Even for bike-loving kids, motivating them to go for family bike rides can sometimes be a challenge. Rather than just planning a 10-mile bike ride, plan a 10-mile bike that hits up a swimming hole and an ice cream shop. Yes, it takes more time AND more effort, but it is this kind of “destination” riding that keeps cycling fun for kids. Here are fifteen tried-and-true ideas for your next family bike ride.
The most noble purpose of a bicycle is to be able to replace trips you might normally make in a car. While it can be tough for kids to do long trips by bike (although there are plenty of families that go entirely car-free), families usually live pretty close to the school their children go to. Begin by biking to/from school or daycare one day a week and see if you can work up to doing it everyday!
A tradition our family has gotten into is biking to dinner on Friday evenings. Even in the winter, unless there is a LOT of new snow, we will bundle up and make the trek. We go somewhere different each week, sometimes close by sometimes further away. It is something our son has come to expect and enjoy, so we rarely get an argument.
Biking to your favorite playground is usually an easy way to motivate kids to get out for a bike ride. You don’t need a ton of gear to go to the park, although you could bring a picnic lunch or snack along as well if you’d like. We’ve even picked up the neighbor kids a couple of times to come along.
There is a gelato shop not too far from our house, and the only way that we go is by bike. So it is a treat that has become associated with biking. This is a particularly good destination for hot summer rides.
Pack up your swimming suits, towels, and sunscreen in a backpack and head to a swimming pool, lake, river, or beach. If you have mountain bikes, you might even be able to get to a private spot a bit off the beaten path.
The library is a great destination whatever the season. Take a backpack (or trailer or cargo bike) to carry some books home. The nice thing about the library is that there are usually nice bike racks, and sometimes other special accommodation for cyclists.
If you live somewhere near a nature or hiking trail, bike there, lock up the bikes and then go adventure. Bring along binoculars, a notebook, or a magnifying glass to explore and document the experience.
Museum parking lots are notorious for being crowded, so leave the car at home and bike to the museum instead.
This is a bit of an “advanced” destination, but a really fun one. Going camping via bike is an amazing family experience. Read about our family’s experience bike camping.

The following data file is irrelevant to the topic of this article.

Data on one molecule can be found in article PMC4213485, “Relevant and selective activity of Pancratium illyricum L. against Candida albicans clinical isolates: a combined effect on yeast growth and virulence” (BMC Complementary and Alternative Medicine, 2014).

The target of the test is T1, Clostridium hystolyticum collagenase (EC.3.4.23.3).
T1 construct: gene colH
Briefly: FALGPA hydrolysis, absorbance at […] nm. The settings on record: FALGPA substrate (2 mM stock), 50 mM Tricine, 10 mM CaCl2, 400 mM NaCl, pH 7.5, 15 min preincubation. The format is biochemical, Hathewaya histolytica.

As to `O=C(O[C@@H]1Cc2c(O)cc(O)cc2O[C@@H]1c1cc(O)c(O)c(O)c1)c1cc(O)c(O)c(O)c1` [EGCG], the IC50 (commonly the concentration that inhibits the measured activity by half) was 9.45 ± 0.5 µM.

The very idea of taking your children to the grocery store might make you cringe (it does for me), but if you are willing to brave it–try grocery shopping by bicycle. If you have a cargo bike or trailer, take that to haul the groceries. If you don’t, take along a big backpack and you can at least pick up the essentials or ingredients for dinner.
Most families take part in these seasonal activities, but have never thought to do them by bicycle. Instead of driving to your local pumpkin patch, bike there instead. We’ve been impressed to see families on social media even picking up their Christmas trees by bike.
Try a raining day bike ride to your favorite coffee shop for a cup of something hot. This can be a good motivator on a day with less than perfect weather, and is a great excuse to cuddle up somewhere warm and read a book.
Similar to our dinner idea, our family often likes to bike to breakfast–usually when our son suggests it. In fact, one morning last winter, we woke up to a good 6″ of new snow and our little boy exclaimed: “Yes! Let’s bike to breakfast!” So, of course we did.
The farmer’s market is a super bike friendly destination. At our local farmer’s market they even have a free bike corral for bicycle parking, that keeps you from having to circle for a parking spot for half an hour. Pick up some fresh veggies to make for dinner, or some fruit for a cobbler.
Whatever your local tourist attraction may be, try biking there for a totally new experience. We live in Utah where there are a lot of National Parks, and we refuse to drive in them–such a pain in the butt! By biking instead, we get to really experience the park, skip crowded parking lots, and see attractions that we might have to skip otherwise.
If you’re not an experience cyclist, OR you are new to biking with kids, take a few moments to make sure you are prepared before taking off on your next family bike ride. Check out these blog posts for more info on preparing your family and making sure that you are safe: